Monday, October 29, 2012

You Kill Me: The Shadows Of A Genius

Today marks thirty years since the Italian release of one of Dario Argento’s most acclaimed and popular films: Tenebrae. I have posted to this blog many times before about Dario Argento, from writing about his best films (Suspiria, The Stendhal Syndrome) to his not-so-best films (Trauma) to the massive role he has played in shaping my identity as a child in the mid ‘80s and as a teenager in the late ‘90s. In college, I wrote about Dario Argento’s films almost constantly, and not least of all because I felt his body of work was every bit as worthy of dissection and appreciation as that of any other great filmmaker. Yet while Hitchcock and Kubrick and Godard were all the rage during my film school years, Argento’s appreciation seemed limited to the horror aficionados—and even then, it was primarily limited to Suspiria.

This (slightly revised) piece was one of two essays that I wrote about Tenebrae during my first year of college. I was a nineteen year old movie snob, and the filmmakers whom I was most passionate about were all Italian and all relegated to the “horror film” ghetto by most of academia. Both of my Tenebrae essays were intended to introduce my professors to the film in the hopes that they might one day incorporate it into their curriculum, if not their movie collections. I have no idea if that would ever go on to be the case for my professors, but I hope that it could still be the case for some of you.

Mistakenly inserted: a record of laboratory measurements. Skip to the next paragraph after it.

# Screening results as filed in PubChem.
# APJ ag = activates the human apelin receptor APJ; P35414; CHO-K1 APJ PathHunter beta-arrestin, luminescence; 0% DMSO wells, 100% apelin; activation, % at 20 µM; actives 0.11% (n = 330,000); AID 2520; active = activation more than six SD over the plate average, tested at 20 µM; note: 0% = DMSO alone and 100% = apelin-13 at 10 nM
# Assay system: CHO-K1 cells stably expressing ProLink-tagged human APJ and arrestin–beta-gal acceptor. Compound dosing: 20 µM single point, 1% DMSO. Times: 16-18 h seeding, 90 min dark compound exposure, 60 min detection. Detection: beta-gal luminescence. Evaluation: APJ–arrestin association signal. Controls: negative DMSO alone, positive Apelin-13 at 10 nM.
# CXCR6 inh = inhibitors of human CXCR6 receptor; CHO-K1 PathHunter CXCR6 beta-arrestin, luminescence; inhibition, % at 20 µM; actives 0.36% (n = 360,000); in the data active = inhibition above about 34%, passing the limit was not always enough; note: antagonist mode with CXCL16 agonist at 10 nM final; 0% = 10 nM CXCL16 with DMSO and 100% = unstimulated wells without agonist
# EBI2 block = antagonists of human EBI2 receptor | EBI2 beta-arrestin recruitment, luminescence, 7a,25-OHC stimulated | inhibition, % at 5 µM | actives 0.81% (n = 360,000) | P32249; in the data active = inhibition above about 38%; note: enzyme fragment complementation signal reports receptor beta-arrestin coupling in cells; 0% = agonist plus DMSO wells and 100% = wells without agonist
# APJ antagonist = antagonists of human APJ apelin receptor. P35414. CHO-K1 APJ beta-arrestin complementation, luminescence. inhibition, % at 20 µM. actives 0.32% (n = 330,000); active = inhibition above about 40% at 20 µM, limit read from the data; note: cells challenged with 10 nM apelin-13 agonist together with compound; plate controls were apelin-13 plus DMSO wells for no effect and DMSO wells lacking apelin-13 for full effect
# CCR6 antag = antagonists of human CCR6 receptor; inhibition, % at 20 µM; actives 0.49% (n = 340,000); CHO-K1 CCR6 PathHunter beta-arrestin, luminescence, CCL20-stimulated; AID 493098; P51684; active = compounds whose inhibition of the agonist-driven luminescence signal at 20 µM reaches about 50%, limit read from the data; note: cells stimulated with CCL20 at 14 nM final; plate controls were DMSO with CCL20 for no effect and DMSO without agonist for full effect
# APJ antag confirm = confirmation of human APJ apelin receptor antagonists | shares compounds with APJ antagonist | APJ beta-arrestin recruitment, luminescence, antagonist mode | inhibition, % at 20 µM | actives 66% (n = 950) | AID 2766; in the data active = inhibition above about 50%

Robert Jeffrey 2/26/01
MA101: History of the Media Arts Part II

                                    Dario Argento’s Tenebrae: Art as Exploitation

When it comes to contemporary exploitation cinema, most American viewers will immediately think of one genre: The Horror Movie. Different viewers might have different interpretations of how horror films exploit. Some would say they exploit women. Others would say that they exploit violence. Many would say that they exploit American youth, who over the past several decades have consistently expressed interest in the most controversial (and most underappreciated) of film genres.
Over the past several years, a number of the genre’s most prominent “exploitation films” have finally been recognized for their artistic merit. The Texas Chainsaw Massacre (1974) is a permanent resident of The Museum of Modern Art. I Spit On Your Grave (1978) has been reevaluated by critics and sociologists. Night of the Living Dead (1968) and Halloween (1978) are now held in the same regard as Alfred Hitchcock’s greatest works. Over the past two years, the films of Italian horror legend Dario Argento have enjoyed similar rediscovery and reevaluation. Since the release of several of his films uncut (for the first time ever in America) on laserdisc in the Fall of 1998, he has finally begun to be appreciated as one of the finest filmmakers of our time, if not of all time.